An emotional John Doolan explained how Hibs’ Scottish Cup triumph has given him a much-needed lift during a period of behind-the-scenes personal turmoil.
The Easter Road first-team coach had spent the past few weeks travelling to and from Liverpool to visit his gravely ill father John, who passed away a week past Thursday after a short battle with cancer. A shattered Doolan, whose brother’s wife is also fighting illness, headed south immediately after the play-off defeat by Falkirk and attended his dad’s funeral last Monday before returning north to help prepare his team for Saturday’s cup final. He admits the scenes of the past couple of days have offered him a welcome boost.
“My emotions are all over the place,” he told the Evening News. “I know my dad would be proud of me, proud of the team and proud of the club for winning this cup. It’s an amazing feeling but I just wish he’d have been here to actually see it. My family were here, my wife, my son Sam, my brother and his son, so to actually do it in front of them was great.
“This club always gives you a lift and these fans always give you a lift, and they’ve certainly given me that this weekend. Hibs are part of me forever after all of this. Once you understand this club, what’s it all about and what the fans are like, it touches you big time.
“Everybody’s rallied round me – the gaffer, Taff [Andy Holden], Alan Combe, the players, everyone has been brilliant. Every single one of them came up to me after the game, put their arm round me and said ‘that was for you and your dad’. I was made up with that. I raised a glass to my dad on Saturday night.”
Doolan has continued to show remarkable dedication to ensuring his team finished the season with a flourish, although he admits he has found it hard to focus on his job recently. “It’s not just been this week that’s been difficult – it’s been hard to focus on my work for a few weeks, if I’m honest,” he said. “It’s all happened so suddenly.
“Everybody has lost someone close to them so I’m sure everyone will understand how hard it’s been, but you just have to come in and get your game head and your professional head on. It’s been really tough, but I just had to come in last week and try and focus on winning this cup.”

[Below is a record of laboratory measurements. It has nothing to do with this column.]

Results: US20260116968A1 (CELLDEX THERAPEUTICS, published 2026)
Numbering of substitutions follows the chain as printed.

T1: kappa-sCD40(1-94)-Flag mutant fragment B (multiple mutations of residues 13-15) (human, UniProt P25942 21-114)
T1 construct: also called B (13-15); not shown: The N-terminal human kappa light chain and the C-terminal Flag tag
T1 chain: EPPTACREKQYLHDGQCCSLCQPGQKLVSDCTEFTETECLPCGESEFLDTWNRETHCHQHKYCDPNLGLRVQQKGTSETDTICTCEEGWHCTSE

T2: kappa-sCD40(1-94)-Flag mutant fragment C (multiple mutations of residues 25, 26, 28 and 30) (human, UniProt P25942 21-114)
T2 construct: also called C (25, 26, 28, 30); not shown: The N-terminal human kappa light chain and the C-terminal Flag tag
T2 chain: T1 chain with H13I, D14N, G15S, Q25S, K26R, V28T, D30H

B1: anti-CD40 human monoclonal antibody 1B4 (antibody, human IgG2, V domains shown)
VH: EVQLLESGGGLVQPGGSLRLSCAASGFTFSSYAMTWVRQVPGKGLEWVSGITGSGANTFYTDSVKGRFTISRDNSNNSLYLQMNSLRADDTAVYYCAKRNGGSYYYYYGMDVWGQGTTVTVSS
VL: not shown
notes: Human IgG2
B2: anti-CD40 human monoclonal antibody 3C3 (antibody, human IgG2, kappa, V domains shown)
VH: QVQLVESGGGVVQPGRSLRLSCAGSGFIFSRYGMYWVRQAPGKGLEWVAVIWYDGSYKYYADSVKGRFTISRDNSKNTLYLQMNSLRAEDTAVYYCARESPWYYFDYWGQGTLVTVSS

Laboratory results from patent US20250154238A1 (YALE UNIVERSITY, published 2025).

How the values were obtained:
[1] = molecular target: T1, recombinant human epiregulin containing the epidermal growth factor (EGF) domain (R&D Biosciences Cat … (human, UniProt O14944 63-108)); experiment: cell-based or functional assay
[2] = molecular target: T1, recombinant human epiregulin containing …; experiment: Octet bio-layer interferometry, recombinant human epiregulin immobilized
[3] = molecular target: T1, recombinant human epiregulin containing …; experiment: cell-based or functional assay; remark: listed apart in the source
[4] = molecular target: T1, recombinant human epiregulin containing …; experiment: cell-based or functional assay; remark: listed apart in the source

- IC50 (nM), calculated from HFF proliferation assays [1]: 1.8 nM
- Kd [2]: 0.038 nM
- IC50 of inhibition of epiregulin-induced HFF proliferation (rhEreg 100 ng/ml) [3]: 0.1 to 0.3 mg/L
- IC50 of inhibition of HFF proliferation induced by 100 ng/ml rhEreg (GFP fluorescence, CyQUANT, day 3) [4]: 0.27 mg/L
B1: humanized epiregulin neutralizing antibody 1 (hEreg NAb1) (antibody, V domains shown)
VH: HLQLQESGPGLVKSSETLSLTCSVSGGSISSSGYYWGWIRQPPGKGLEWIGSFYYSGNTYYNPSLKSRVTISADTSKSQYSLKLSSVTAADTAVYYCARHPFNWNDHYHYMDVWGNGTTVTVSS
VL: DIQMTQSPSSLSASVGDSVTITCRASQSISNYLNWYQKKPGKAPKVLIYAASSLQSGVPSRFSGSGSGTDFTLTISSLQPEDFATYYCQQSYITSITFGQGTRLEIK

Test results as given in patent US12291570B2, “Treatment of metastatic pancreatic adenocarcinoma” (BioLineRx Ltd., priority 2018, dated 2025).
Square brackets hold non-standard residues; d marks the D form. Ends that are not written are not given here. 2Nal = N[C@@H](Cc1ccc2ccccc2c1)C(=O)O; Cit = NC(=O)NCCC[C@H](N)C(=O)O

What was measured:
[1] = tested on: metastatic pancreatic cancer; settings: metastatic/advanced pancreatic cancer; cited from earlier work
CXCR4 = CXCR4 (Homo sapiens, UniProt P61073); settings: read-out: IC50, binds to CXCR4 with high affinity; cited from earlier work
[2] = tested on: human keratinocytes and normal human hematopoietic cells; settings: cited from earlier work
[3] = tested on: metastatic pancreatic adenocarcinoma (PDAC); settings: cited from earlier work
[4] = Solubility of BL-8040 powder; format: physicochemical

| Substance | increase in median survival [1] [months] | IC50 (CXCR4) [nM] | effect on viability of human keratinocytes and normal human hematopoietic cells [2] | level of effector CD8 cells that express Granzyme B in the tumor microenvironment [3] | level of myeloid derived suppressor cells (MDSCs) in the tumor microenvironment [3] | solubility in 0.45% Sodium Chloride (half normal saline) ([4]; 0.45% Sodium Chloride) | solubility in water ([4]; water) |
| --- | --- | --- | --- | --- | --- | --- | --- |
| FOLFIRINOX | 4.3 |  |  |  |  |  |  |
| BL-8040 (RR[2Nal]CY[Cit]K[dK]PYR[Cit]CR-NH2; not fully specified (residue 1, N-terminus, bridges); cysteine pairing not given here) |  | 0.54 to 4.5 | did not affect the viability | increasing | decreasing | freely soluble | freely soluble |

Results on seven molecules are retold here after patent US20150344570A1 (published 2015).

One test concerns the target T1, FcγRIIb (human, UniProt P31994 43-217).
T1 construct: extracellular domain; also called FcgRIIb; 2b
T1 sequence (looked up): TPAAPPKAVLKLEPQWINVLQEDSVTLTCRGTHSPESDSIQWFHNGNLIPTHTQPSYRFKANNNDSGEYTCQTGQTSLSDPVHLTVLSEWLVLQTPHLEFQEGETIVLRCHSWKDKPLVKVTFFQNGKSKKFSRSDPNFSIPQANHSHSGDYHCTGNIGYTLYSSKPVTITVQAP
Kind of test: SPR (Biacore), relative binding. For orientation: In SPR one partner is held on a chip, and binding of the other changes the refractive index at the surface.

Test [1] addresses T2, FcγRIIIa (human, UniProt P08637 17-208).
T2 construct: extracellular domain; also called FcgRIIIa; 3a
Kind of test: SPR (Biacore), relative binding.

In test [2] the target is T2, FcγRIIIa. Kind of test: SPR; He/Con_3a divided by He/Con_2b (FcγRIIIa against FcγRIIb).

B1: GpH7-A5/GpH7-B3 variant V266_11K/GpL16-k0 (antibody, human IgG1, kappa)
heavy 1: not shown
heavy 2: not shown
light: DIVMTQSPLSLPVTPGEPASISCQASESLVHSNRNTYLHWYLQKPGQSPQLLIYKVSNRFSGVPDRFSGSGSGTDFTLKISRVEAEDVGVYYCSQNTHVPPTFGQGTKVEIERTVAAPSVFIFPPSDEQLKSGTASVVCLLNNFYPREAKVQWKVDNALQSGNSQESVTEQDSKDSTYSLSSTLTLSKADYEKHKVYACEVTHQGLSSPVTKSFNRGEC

Doolan took some solace from the fact his dad, a 79-year-old scaffolder who had continued to go to work until being diagnosed recently, had been able to make it to Edinburgh to watch Hibs. “He came up to a few games earlier this season so I was just glad he got a chance to come up and see where I worked, see what Easter Road was like and what the fans are like,” said Doolan. “He was made up that I’d got to such a good level in the game. He’d always tell his friends and relatives about how proud he was of me.”
Doolan, who bounds about the technical area relentlessly on a match day, admitted he was nagging the fourth official to signal the end of Saturday’s cup final as soon as David Gray had headed Hibs 3-2 in front in stoppage time. “I was on Bobby Madden’s case constantly,” he said. “Even though he said there was two minutes to go, I kept telling him ‘it’s over, it’s over’. He responded by saying ‘let me do my job’, so I did. When the whistle went, there were a few tears in my eyes.
“I think that silences all the talk about us being a club of bottlers. How many times has that kind of thing happened to us recently, losing late goals and stuff? To do it the way we did it against Rangers was absolutely brilliant. It hasn’t sunk in it yet. It doesn’t seem real – it’s just off the scale.”
Doolan, who praised two-goal hero Anthony Stokes for coming to the fore in the final, is now looking forward to making sure Hibs win promotion at the third attempt next season. “This has given us a platform to build for next season,” he said. “I’m looking forward to starting again next year and getting out of this league. Players will want to stay here after what they’ve done and seen this weekend and others will also want to come as a result. We’ve already shown that even in the Championship we can bring a player of Anthony Stokes’ calibre to the club. Me and Stokesy had a little thing going on where before every game I’d say ‘your season starts today’ and we’d have a chuckle. Before the final, I just said to him ‘your season has to start today, now finish it’. And he actually finished it outstandingly.”